What are Golioth Output Streams?
Golioth recently released Output Streams. This new feature is immediately available to all users on their Golioth Console account. It allows you to pipe every event happening on the Golioth backend out to the cloud of your choice. Golioth’s capabilities as a device infrastructure provider (fleet management, OTA firmware update, device state maintenance, and deep device logging) can now be decoupled from the data storage and processing portion of your IoT deployment. When integrating with your internal or external cloud team, piping large volumes of data into their system is now as easy as flipping a switch.
How Golioth Users Access Data
You have hundreds or thousands of devices sending data back to the Golioth cloud. How do you get at that data? There are now 3 different ways you can access your device data:
- REST API
- Output Streams (including AWS SQS, Azure Event Hubs, and Webhooks)
Our REST API gives you access to all of the data on the platform, but on a per-request basis. So if you know you have a smart switch #5633 is out in the world at job site #1324, you might want to know the current status of that switch. You could send a GET request to the LightDB State variable that determines whether the switch is on or off. Or you could send a POST request to actually change the state of that switch. If you’re using LightDB Stream instead, you could do a GET request for the latest piece of data.
The key point is that you have to specifically call for variables in the platform (polling). If someone was flipping that switch every 3 seconds, but you only check every minute, you’re not going to catch every time that it switches. What’s more, you won’t get all of the other rich data that the Golioth platform collects around events. It’s still useful to be able to read and write the data, but doesn’t capture everything.
Websockets are a feature we introduced a few months ago and then made a Grafana plugin for listening to them. These are more direct connections to subscribe to realtime data. So if you were interested in not just the current state of the switch described above, but wanted to see a chart of (albeit boring) data showing the switch’s state, you could capture that by using LightDB Stream and WebSockets. Each of those switch events would be a “high” or “low” on the chart. Using WebSockets, you could point a Grafana instance to watch that variable and it would immediately update as the new switch data is available on the Golioth Cloud. Instead of polling, as would be required when using the REST API, the real time chart will update automatically.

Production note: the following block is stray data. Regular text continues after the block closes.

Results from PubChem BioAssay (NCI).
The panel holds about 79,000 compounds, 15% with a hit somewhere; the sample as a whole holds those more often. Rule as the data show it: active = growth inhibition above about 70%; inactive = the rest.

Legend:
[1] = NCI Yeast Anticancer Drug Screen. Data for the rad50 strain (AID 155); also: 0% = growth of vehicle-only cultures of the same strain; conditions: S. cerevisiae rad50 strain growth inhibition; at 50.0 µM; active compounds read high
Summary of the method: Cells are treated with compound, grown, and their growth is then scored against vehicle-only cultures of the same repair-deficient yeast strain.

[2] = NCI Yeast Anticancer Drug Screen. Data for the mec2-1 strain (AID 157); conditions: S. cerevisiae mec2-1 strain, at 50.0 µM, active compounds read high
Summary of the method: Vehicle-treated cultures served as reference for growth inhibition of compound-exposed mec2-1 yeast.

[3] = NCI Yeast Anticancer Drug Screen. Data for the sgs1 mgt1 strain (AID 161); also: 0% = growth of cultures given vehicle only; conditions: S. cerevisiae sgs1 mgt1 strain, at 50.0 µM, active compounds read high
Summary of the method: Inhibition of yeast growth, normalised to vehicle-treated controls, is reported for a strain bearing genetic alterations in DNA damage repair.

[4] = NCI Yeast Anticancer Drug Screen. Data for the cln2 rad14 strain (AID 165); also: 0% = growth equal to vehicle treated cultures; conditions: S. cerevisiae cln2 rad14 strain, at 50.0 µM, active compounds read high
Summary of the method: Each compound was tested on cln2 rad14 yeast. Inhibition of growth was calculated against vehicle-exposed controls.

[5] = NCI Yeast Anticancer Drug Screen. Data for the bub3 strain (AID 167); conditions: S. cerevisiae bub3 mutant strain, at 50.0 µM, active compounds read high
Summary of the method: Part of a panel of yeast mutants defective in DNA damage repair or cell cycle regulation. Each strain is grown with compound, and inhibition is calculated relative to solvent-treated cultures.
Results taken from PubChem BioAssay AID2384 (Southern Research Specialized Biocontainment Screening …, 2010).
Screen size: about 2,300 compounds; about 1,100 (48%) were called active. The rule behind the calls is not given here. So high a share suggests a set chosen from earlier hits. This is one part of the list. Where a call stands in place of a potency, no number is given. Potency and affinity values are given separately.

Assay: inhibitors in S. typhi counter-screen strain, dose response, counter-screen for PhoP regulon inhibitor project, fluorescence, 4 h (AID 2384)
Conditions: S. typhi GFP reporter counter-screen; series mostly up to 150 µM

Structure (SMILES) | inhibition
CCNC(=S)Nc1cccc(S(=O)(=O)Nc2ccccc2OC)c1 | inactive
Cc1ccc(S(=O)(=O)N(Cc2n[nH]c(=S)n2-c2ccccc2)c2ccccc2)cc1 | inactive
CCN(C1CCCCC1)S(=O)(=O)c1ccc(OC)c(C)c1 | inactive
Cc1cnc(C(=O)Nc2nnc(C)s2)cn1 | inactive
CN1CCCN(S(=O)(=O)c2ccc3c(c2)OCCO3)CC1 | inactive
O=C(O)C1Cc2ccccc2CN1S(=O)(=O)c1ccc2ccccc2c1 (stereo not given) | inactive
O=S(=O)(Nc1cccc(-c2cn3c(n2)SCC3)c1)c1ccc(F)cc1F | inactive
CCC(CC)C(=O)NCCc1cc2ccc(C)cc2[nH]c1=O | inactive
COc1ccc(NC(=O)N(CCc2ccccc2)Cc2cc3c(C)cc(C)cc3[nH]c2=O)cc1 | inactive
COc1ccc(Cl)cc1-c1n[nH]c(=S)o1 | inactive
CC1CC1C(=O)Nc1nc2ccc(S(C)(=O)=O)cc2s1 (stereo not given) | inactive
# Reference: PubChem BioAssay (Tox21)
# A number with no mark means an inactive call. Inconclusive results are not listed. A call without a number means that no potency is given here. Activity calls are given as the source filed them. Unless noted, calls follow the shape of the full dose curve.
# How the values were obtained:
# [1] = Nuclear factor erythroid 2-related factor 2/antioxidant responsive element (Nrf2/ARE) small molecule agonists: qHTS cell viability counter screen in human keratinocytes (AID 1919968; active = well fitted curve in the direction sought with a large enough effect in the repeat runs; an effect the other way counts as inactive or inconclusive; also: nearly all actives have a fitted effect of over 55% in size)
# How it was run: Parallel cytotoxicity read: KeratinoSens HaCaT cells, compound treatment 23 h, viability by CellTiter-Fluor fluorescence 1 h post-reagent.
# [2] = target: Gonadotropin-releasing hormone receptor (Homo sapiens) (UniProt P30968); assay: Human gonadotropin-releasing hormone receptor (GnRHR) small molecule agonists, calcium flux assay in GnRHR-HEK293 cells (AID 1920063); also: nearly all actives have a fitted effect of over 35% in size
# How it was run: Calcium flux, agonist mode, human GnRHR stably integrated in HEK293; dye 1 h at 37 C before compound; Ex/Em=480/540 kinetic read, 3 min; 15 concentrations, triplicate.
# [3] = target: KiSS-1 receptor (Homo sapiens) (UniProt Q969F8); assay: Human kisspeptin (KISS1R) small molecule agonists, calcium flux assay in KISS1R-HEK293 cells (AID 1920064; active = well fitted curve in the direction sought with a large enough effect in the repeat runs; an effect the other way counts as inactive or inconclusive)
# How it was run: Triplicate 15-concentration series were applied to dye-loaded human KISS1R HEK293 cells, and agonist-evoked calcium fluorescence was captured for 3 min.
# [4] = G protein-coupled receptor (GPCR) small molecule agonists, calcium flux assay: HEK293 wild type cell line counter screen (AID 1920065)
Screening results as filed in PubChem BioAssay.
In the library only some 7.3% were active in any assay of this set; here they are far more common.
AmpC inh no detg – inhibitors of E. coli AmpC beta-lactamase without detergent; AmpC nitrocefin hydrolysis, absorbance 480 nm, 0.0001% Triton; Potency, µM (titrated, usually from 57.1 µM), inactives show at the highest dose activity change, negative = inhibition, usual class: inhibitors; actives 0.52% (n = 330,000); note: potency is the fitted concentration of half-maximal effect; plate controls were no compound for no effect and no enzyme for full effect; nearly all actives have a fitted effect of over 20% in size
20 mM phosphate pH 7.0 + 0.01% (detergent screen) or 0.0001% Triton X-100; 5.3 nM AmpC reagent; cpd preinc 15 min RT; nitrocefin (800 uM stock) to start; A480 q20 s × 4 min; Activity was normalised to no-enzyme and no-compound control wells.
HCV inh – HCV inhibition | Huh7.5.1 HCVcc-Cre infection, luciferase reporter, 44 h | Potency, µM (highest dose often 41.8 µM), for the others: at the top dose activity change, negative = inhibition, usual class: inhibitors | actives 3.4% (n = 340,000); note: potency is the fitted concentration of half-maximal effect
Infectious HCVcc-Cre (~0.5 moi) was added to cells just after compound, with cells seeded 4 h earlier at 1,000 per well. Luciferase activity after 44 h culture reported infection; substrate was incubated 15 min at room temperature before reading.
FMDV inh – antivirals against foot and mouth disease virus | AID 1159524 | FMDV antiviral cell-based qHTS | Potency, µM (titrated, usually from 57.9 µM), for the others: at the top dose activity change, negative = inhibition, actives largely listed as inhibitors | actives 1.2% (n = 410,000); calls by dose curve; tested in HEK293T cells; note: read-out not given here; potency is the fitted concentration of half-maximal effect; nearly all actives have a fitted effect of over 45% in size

Output Streams are an even richer way of outputting data from the Golioth Cloud. This is useful if you wanted to know not only the time that the switch changed state, but also who changed the state: was it a user flipping a physical switch on the device? Was it an app attempting to change the state of the switch to enact change in the physical world? Was it a troubleshooting command from the Golioth Console or via a REST API call? This context-rich data can now pass out of the Golioth Cloud and into the platform of your choice. When you are reviewing the data in your AWS or Azure instance, you can see that a user attempted to turn on the switch from the app on their phone at 8:30 am yesterday, and then they flipped the physical switch at 8:31. Not only is this incredibly useful data for troubleshooting problems, context-rich data can enable more meaningful software interactions for your users.
Integrations are easier
As of this writing, Golioth Output Streams support the following three integrations:
The first two are cloud specific ingestion engines for events happening outside the Amazon and Microsoft ecosystems. If your cloud team is using AWS, the SQS integration (also shown in the video below) will allow them to receive events from Golioth; you can select which events to send to AWS during Output Streams setup. Queuing (the “Q” in “SQS”) is a major feature of this input to AWS. It captures a high volume of incoming data events and buffers them for processing as your system catches up. As your Golioth deployment grows to thousands of devices or more, this will be a critical component to ensure every datapoint is captured. We will write more in the future about DevOps and large deployments using Golioth. The story for Azure Event Hubs is similar, it buffers incoming data, with some differences in setup and implementation.
Webhooks are a more generic class of Output Stream, which allows even easier integration to 3rd Party Platforms. As explained above, Output Streams enable delivery of a more context-rich piece of data to outside platforms. What’s more, many of these platforms are pre-configured to accept Webhooks. So as a user, I can now target the external platform’s address and immediately start parsing data in outside platforms such as visualization tools. Datacake did an early preview of this, showing how incoming Webhooks can be ingested and processed by their system for charting device data. Webhooks allow fast prototyping with a variety of visualization platforms.
Watch the demo and try it yourself
We discussed the nature of Output Streams and showed a demonstration of sending events to an AWS SQS instance. Watch the video below for more info or sign up for a free Dev Tier account and try Golioth Output Streams today!